Tuesday, August 18, 2020

the elephant

I am increasingly perturbed by SpaceX. I'm sure many fellow astronomers are feeling this way. Actually, most of the reactions I'm seeing are quite negative. Personally, I'm betwixt and between.

Here's a company, lead by a tenacious man, making things happen.

Elon Musk can rightly claim to have been responsible for getting USA astronauts back in space with USA-built craft from soil in the USA territory. That will save the government and the space agency a lot of money. That's good.

The company has established a good track record getting supplies to and from the International Space Station. That's good for science and research and medicine.

SpaceX is driving down the costs associated with spaceflight by reusing components. That was the stuff of science fiction a decade ago. Relaunching booster rockets and catching shroud casings is saving a lot of cash. That's good. Good for the company, good for customers, good for the environment (a bit). 

A subtle thing about SpaceX rockets is the modular approach. A typical booster with nine Merlin engines can be strapped to one or two other boosters. The "heavy" lift rocket demonstrates this efficiency.

Another subtle philosophical approach is building as much as they can themselves. By reducing outsourcing, they gain control, speed, and still more cost-savings. SpaceX is doing things at about one-third the pricing as NASA.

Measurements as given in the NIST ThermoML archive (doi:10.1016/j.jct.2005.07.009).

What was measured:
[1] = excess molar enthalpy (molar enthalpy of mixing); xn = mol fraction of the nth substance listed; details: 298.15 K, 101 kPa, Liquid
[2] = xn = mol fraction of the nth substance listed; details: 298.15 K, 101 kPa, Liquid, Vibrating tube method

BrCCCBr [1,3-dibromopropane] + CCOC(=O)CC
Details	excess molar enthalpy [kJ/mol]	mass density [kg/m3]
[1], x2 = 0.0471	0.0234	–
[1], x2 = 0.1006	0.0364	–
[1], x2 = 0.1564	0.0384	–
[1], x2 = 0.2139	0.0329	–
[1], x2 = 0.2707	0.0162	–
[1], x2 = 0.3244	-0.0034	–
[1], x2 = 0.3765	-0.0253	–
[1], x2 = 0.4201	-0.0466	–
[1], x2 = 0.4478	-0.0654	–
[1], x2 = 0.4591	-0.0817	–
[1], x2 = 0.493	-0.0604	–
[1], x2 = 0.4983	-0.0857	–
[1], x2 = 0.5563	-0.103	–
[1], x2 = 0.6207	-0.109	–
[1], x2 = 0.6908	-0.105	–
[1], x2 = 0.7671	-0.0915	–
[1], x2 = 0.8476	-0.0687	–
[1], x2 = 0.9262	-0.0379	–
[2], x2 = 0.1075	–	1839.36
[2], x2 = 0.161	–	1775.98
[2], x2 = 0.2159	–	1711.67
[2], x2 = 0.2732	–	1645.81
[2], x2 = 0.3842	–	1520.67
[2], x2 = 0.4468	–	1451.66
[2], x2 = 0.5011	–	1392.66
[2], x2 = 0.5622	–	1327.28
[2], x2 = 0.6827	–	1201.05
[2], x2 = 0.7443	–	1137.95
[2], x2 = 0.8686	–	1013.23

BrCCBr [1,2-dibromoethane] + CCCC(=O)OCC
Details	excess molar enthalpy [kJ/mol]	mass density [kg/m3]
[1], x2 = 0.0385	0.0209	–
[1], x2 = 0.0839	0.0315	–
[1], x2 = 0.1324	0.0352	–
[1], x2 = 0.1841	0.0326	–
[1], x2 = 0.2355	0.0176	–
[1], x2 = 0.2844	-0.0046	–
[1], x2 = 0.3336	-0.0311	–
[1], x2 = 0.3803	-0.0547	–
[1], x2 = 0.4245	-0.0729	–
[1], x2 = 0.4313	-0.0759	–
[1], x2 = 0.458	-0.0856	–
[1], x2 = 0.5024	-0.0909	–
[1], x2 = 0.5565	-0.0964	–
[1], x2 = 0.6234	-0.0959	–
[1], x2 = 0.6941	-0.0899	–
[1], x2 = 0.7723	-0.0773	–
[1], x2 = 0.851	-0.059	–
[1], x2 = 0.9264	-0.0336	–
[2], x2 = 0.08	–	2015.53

That's very helpful for new business and new companies wanting to get into low Earth orbit (LEO). That's helping universities and colleges do more research and science.

This is having an interesting effect on other organisations. NASA is now relieved of the chore of getting people and equipment in LEO. So they can focus on other things, like science, and better rocket propellants.

I'm convinced that humans working and living on the Moon and Mars will be attributed to SpaceX. That's gonna be a lot tougher but I believe Musk's organisation will play a pivotal part. We're on the verge of becoming a multi-planet species. Again, the stuff of SF movies and books. But I now think I will see this in my lifetime. That's... that's... wow.

Not a SpaceX product directly but I'm am very pleased to see Musk putting a lot of energy and money into electric cars. Actually, I didn't think I'd see acceptance of electric vehicles in my lifetime, given the long love affair with the internal combustion engine. But it is amazing to see Tesla shaking the tree.

But these little satellites, the Starlink satellites for the internet relay constellation, this just seems to be a huge issue. A thorn in this rosy future.

It appears to be a problem for the amateur and professional astronomer with dozens or hundreds of satellites streaking through the field of view of the telescope or instrument. It's completely destroying images when they parade through. There are only a few hundred, maybe close to one thousand right now, but the Hawthorne company is petitioning for tens of thousands. What will this do to the night sky?

Is this another nail in the coffin, along with out-of-control light pollution, for amateur astronomy?

But all this is ironic. Ask anyone in a rural location how their internet service is. It is woeful in remote locations in Ontario, I know that all too well. So, hold your tongue. If you want better internet, how to you propose we do that? The Starlink system is an answer for those under-served.

[ed: Update. Beta testers are reporting decent upload and download rates.]

It's a pickle.

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